Alongside him in defence, Chris Smalling, captain for the day, had a fine game.

United’s best player was Ashley Young, being at the centre of all attacking play, most often cutting onto his right foot and playing a dangerous cross.

The one time he crossed with his left foot resulted in United going 1-0 up as his cross went beyond Arsenal’s defence for Ander Herrera to volley home. It was a deserved lead.

Falcao was given a start. It didn’t happen for him. The effort was there, but the goal wasn’t.

Arsenal came out in the second-half a changed team, offering more in attack in the early moments than they did in the whole of the first-half.

United needed a second goal, they weren’t able to get it.

The second-half was in danger of becoming De Gea v Arsenal. The one time Arsenal got past him, Marcos Rojo was there to win the ball inside his own six yard box.

De Gea was injured in that incident, and was replaced by Victor Valdes, who made a long awaited debut for United.

By this point, Robin Van Persie was on for Falcao, as United chased a second goal.

It was Arsenal who got the second goal of the game, to square it at 1-1 with an unfortunate own goal from Tyler Blackett. I was at the side of the pitch where he scored and thought he squeezed it in from a tight angle. TV footage would prove me wrong, that it was an own goal instead.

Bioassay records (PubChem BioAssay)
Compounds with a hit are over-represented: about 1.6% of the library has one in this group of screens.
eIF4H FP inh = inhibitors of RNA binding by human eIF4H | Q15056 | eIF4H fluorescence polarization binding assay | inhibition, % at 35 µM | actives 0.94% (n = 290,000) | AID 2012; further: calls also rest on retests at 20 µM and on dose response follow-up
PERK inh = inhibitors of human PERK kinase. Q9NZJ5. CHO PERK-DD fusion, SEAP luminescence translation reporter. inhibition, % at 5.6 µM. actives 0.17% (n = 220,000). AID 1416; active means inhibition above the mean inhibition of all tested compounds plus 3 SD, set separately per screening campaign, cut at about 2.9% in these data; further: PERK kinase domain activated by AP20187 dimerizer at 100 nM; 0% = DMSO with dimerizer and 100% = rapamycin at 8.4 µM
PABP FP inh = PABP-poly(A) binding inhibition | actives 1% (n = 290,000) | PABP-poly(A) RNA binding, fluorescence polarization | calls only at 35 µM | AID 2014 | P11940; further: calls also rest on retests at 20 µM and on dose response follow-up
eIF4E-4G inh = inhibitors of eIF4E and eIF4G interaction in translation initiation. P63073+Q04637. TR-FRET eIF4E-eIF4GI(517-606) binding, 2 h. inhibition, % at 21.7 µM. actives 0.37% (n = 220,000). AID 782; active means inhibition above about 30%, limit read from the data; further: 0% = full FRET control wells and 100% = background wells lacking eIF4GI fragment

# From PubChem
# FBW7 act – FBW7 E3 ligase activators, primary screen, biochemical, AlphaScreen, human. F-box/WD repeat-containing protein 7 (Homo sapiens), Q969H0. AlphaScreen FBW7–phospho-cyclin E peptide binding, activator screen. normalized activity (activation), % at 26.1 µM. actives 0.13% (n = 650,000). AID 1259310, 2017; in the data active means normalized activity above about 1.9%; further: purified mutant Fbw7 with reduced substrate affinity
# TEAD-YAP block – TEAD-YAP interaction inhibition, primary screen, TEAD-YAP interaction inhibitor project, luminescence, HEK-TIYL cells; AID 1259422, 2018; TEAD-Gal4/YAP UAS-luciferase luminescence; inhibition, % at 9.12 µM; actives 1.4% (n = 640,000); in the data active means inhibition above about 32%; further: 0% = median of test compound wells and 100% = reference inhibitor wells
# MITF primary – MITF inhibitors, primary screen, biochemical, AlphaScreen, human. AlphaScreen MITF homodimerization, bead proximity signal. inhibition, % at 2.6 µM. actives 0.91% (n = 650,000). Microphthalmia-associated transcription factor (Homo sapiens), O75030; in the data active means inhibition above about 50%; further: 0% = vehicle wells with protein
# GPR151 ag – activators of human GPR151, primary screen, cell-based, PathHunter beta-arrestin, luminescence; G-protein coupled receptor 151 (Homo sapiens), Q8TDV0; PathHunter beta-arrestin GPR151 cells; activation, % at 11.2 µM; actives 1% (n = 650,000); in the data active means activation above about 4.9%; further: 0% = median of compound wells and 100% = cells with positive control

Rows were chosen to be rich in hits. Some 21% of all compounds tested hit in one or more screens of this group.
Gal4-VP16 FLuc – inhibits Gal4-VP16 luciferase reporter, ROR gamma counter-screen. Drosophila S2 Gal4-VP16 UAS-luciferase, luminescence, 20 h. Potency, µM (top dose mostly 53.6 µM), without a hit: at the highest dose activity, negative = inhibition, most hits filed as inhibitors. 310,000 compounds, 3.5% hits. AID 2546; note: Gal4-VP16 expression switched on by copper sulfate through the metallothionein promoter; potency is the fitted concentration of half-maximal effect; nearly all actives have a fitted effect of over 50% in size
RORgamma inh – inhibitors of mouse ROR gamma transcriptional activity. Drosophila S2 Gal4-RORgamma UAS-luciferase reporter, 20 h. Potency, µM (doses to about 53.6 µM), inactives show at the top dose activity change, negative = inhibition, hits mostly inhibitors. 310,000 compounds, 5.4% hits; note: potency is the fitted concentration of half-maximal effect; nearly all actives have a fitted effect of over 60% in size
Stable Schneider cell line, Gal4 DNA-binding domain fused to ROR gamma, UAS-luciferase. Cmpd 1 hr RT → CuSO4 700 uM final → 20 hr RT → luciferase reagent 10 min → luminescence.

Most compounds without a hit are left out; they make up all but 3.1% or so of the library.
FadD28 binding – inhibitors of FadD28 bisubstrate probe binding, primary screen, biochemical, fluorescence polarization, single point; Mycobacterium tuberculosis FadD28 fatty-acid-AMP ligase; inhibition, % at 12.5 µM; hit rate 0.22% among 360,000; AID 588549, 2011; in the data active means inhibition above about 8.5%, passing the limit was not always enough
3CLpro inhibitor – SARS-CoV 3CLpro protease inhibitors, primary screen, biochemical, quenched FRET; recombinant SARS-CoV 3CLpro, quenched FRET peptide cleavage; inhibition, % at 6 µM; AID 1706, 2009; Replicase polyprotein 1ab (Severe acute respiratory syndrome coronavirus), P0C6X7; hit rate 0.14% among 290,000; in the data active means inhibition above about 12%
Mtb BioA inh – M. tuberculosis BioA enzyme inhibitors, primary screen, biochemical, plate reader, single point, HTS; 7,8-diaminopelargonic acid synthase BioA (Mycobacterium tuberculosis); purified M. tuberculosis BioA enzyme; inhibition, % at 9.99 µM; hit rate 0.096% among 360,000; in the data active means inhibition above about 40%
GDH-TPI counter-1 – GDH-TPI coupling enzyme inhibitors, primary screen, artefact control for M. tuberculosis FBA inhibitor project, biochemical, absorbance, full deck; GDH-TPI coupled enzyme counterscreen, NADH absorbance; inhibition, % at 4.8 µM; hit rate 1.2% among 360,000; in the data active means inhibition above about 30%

After that, Arsenal were the mostly to score, the best chance coming when Mesut Ozil hit the side netting.

Robin Van Persie fired over with United’s best chance in the final moments, as it finished 1-1.

A missed opportunity to put some pressure on Arsenal in the race for 4th.

The media have been full of scare stories of the sides that United could face in August. Looking at the sides English clubs have faced (Celtic, Young Boys, Udinese, Fenerbache, Besiktas) at this stage since the format was amended in 2009, they are sides pundits lazily describe as “no mugs” but United should have enough to beat over two legs.

The tournament format will be changed from next season with the Champions of the top eight leagues being top seeds instead of the top eight ranked sides. It is good news for the likes of Benfica, PSV Eindhoven and Zenit St Petersburg.

Amazingly, if United get through, indications are that they will be second seeds, which is impressive for a side that missed out a whole season of European football.

However, the 2010-2011 run to the final will soon drop off, meaning United will need a very good run in Europe next season to have a decent ranking in 2016-2017. Or they could just win the Premier League or the Champions League.

When the fixture list comes out, i’ll have a look and deliberate over what games to go to. What i’m thinking of at the moment, is one fly to, one bus to and a there and back European game. If I fly over for a weekend, i’m hoping it’s a Sunday game and I can get a chance to take in a game at FC United’s soon to be opened Broadhurst Park.

New players to come in, and Adidas kits to come (my first United top was an Adidas one) – it’s all change at Old Trafford. Already looking forward to experiencing some of it in the flesh.

Photo Album